Among the topics covered — industrialization, wealth inequality, the indifference of elected leaders to environmental degradation — is Berry’s anti-mountaintop removal activism, and his participation in a four-day sit-in at the Kentucky governor’s office to protest mountaintop removal.

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Of Loincloths and Lean-Tos: The Fight To Protect NC’s Water

Tuesday, August 27th, 2013 | Posted by Sandra Diaz | No Comments

According to N.C. DENR Secretary John Skvarla, if you love clean air and water, here's the dress code.

According to N.C. DENR Secretary John Skvarla, if you love clean air and water, this is your dress code.

Out of the many things that were targeted in the North Carolina legislature, water quality took a huge hit. Not only did the state budget call for the consolidation of the Division of Water Quality and Division of Water Resources, it slashed the two agencies combined budget by more than 12 percent.

And there is the curious case of John Skvarla, the secretary of the N.C. Department of Environment and Natural Resources who has derided his own agency as an “eco-enforcer” before he came onboard.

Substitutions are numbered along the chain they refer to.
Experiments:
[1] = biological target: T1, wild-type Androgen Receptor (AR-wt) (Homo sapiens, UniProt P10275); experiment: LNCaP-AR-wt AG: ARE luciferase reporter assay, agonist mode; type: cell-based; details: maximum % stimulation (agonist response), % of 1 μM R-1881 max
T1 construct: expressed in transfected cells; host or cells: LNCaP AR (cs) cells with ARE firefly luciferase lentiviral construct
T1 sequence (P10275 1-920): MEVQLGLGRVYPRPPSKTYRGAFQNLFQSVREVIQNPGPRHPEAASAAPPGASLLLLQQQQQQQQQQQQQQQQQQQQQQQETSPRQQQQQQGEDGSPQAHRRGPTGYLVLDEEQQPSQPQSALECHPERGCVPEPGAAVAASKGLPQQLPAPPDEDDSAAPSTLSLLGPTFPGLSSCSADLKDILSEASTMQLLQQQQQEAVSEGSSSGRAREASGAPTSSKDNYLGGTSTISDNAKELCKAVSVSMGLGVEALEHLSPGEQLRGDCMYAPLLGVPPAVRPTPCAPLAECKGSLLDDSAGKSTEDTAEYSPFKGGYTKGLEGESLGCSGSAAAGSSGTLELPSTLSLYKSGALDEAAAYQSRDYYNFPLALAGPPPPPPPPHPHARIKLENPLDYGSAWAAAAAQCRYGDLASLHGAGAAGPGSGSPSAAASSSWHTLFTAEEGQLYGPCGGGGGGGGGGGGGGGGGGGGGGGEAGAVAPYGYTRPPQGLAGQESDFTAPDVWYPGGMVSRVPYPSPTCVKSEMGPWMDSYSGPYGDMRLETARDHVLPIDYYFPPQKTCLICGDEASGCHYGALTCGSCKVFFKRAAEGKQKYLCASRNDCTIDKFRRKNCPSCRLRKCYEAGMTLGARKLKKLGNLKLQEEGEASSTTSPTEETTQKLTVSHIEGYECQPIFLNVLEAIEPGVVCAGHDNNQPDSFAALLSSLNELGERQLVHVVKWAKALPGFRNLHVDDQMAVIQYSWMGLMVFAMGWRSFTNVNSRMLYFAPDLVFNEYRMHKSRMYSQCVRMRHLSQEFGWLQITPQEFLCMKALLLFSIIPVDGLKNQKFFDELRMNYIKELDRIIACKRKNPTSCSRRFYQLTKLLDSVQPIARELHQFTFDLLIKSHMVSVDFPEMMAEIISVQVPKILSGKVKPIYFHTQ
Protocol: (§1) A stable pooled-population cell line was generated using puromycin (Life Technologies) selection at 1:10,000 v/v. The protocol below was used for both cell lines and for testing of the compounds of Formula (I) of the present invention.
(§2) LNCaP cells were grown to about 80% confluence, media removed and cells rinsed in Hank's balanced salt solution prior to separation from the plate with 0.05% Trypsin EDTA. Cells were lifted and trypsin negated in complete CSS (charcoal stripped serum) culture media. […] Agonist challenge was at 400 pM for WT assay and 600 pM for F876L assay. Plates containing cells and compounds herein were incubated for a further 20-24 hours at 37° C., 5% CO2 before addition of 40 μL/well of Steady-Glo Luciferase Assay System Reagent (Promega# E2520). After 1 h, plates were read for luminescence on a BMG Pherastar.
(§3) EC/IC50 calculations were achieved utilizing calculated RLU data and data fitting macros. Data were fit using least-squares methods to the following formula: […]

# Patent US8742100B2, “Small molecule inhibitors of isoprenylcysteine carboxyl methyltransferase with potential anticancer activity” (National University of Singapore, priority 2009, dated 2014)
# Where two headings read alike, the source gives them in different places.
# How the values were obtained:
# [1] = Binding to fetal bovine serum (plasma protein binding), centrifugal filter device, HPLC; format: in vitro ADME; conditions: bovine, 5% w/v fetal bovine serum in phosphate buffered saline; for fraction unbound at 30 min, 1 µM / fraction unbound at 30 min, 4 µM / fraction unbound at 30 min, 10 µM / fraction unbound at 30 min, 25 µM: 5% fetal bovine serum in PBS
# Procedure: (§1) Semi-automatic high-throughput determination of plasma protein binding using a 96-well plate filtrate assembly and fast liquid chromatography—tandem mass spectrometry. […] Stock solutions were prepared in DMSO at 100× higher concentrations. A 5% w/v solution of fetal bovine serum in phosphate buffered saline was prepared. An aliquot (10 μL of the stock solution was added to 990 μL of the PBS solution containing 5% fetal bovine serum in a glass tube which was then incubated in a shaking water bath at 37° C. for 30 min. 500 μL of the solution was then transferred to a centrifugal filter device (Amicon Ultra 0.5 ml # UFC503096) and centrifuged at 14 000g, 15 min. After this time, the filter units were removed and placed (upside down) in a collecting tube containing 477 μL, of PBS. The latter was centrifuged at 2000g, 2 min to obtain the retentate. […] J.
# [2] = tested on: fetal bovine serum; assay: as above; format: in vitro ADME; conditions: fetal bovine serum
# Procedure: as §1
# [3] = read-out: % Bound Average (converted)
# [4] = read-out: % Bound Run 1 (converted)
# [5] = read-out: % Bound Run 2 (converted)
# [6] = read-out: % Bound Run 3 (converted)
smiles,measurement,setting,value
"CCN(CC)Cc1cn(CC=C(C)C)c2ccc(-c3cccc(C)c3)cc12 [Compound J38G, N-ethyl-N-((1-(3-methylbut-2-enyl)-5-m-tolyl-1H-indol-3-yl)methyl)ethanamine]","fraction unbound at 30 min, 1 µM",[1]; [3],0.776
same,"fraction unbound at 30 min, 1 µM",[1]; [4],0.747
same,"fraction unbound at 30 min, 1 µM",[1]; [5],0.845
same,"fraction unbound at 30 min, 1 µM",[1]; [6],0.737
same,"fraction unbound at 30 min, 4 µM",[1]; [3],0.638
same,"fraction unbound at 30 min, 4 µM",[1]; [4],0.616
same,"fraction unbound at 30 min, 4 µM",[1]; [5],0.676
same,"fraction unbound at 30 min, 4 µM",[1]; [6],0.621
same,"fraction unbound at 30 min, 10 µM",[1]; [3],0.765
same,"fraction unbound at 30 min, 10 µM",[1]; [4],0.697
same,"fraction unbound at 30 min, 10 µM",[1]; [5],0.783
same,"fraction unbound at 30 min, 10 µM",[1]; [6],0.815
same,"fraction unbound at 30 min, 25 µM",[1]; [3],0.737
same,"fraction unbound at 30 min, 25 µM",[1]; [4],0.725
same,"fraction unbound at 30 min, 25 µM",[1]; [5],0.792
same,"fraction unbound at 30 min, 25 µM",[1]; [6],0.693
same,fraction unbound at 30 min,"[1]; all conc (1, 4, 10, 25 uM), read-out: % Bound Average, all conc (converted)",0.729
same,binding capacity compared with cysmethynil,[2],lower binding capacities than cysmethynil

At a luncheon for the John Locke Foundation, a conservative think tank, he claimed to not have a position on climate change since he’s not a scientist, and stated that if environmentalists had their way, “we would live in lean-tos and wear loincloths.”

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North Carolina Sues Duke Energy Over Coal Ash Pollution, Again

Monday, August 19th, 2013 | Posted by Brian Sewell | No Comments

Where is the line? N.C. regulators say they're proactive on coal ash, while the Gov. Pat McCrory sits on a bill to weaken state standards and protect polluters from future lawsuits.

Where is the line? N.C. regulators say they’re proactive on coal ash, while Gov. Pat McCrory sits on a bill to weaken state standards and protect polluters from future lawsuits.